Legislation aims to shut down gangs

The New York State Legislature hopes to end gang activity with the help of newly passed anti-gang legislation.

“They are a constant and serious threat to the quality of life in our communities and the safety our children and families,” said State Senator Frank Padavan, who serves the neighborhoods in Northeast Queens like Flushing, Whitestone and Bayside. “This legislation addresses the problem of gang activity at the root with prevention and increased criminal penalties for gang-related activity.”

The State Senate and the Assembly passed the bill on Thursday, June 24, designed to curb gang violence across the state by creating a “gang assessment, intervention, prevention and suppression program” in New York.

The measure would give state law enforcement authorities and local prosecutors a statewide tool to investigate, prosecute and prevent gang activity.

The gang program would allow the New York State Police Superintendent to work with local and federal law enforcement to develop a plan to suppress gang activity and create a centralized location where information relating to gangs operating in the state will be kept.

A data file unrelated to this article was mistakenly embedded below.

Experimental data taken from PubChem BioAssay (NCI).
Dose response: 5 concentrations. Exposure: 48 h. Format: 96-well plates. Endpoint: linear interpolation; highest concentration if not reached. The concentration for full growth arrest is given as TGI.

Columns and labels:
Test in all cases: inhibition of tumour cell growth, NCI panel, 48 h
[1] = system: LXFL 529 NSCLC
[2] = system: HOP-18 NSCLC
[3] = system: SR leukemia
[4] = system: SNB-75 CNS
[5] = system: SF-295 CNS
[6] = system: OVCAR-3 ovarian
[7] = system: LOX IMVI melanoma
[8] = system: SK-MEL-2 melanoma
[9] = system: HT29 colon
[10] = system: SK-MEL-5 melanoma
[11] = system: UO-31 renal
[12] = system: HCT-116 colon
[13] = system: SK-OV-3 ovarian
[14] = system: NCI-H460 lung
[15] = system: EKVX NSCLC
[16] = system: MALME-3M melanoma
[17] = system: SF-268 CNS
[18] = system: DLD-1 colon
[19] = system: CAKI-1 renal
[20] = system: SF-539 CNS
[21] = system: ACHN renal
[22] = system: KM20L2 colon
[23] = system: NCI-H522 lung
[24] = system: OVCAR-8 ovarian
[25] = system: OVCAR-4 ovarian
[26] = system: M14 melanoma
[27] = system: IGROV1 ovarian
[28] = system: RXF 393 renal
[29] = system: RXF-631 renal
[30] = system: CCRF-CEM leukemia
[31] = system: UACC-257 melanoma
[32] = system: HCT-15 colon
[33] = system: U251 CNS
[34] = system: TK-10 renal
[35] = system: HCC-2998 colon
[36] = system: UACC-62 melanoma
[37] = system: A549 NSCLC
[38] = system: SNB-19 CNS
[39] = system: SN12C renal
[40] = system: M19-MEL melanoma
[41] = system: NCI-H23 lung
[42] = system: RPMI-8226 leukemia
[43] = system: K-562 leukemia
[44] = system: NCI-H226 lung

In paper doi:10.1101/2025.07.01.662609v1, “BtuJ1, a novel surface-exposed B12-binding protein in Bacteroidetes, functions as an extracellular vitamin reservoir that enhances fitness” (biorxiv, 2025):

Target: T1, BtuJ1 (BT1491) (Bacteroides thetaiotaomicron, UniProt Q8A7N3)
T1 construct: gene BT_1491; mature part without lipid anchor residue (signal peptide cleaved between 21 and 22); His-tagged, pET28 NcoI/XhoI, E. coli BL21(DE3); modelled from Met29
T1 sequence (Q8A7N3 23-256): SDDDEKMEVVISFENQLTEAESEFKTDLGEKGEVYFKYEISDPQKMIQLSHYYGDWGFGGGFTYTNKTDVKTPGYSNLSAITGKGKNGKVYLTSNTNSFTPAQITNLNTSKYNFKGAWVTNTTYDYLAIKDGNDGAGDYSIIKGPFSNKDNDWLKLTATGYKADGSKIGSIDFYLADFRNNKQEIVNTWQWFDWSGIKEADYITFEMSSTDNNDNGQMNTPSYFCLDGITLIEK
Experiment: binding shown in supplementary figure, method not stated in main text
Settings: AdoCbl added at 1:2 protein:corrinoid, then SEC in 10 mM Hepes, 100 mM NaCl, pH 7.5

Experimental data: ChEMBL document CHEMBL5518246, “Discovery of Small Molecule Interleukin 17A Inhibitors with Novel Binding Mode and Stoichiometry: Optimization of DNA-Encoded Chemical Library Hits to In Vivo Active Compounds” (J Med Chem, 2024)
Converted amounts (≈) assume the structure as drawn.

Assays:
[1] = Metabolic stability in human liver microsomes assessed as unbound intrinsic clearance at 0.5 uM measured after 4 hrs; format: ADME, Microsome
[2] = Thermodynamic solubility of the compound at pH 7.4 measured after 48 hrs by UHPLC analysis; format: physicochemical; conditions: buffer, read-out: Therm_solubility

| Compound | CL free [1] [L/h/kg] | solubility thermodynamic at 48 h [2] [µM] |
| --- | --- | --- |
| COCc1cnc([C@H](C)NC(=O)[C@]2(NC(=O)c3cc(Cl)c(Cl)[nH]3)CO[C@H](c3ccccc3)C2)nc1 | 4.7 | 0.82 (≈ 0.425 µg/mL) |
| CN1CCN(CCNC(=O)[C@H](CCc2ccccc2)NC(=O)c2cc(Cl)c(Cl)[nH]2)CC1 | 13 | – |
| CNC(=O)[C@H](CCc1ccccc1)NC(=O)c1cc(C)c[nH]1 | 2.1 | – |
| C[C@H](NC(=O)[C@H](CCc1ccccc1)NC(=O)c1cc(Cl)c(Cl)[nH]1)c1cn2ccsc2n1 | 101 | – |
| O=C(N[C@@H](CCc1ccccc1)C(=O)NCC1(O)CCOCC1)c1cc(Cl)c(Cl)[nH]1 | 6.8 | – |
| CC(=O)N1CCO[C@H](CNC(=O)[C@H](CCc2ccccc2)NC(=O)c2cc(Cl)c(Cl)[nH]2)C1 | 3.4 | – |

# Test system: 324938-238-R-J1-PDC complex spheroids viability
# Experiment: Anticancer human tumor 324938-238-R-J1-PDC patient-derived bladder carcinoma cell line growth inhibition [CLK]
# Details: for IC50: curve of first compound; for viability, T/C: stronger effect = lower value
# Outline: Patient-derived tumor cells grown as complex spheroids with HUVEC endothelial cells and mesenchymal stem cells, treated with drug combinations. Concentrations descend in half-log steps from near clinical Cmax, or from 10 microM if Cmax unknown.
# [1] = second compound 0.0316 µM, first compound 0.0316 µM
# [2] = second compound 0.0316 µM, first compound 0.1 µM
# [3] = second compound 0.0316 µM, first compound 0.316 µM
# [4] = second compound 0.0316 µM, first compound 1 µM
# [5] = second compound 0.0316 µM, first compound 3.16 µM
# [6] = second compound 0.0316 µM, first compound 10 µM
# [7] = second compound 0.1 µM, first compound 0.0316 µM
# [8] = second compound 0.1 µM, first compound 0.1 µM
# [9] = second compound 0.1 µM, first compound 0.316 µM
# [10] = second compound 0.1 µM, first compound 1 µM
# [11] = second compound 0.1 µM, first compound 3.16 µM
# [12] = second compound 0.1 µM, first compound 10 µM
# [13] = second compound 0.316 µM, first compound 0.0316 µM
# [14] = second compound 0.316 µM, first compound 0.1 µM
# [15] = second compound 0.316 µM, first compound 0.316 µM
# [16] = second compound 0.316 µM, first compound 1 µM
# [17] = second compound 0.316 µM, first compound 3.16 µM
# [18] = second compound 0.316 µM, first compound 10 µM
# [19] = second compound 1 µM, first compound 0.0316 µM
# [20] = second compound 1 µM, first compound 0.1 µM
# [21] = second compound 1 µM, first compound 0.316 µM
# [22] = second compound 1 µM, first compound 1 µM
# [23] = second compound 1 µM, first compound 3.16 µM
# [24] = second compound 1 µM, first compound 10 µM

“It is clear that we have a gang problem in New York State,” said Assemblymember Jeffrion L. Aubry, who serves the neighborhoods of Corona, Corona Heights and East Elmhurst, “particularly in Queens, especially along Roosevelt Avenue.”

It would also authorize the Division of Criminal Justice Services (DCJS) Commissioner to award grants to district attorneys to help stop gang activity. As well as require the forfeiture of financial gains from criminal gang activities be placed in a fund.

“It’s about time,” said Arnaldo A. Salinas, senior director of the Guardian Angels, a non-profit volunteer organization that provides public safety and education programs. “They are a day late and a dollar short. Gangs have been a problem for a long time.”

Salinas pointed out that in Queens, the members of the gangs that try to rule streets are from Latin American countries like Mexico, Colombia and the Dominican Republic. He said his main concern is that gangs like the Latin Kings, Los Trinitarios and MS-13 recruit young kids to do their dirty work. That’s why he thinks that it is important for parents to get involved.

“Laws are not as effective as good parenting,” Salinas said. “It all boils down to the parents. It all boils down to the mother. It all boils down to the father.”

Aubry said Corona and Jackson Heights have organized gangs that commit violence, robberies, sell drugs and intimidate residents. He said having a strong police presence to curb gangs is helpful, but that the community also needs to be part of the process. One way, he said, is for residents to attend their precincts’ Community Council meetings.

“The community needs to work with the police,” Aubry said. “That is a great vehicle to ensure our own safety.”


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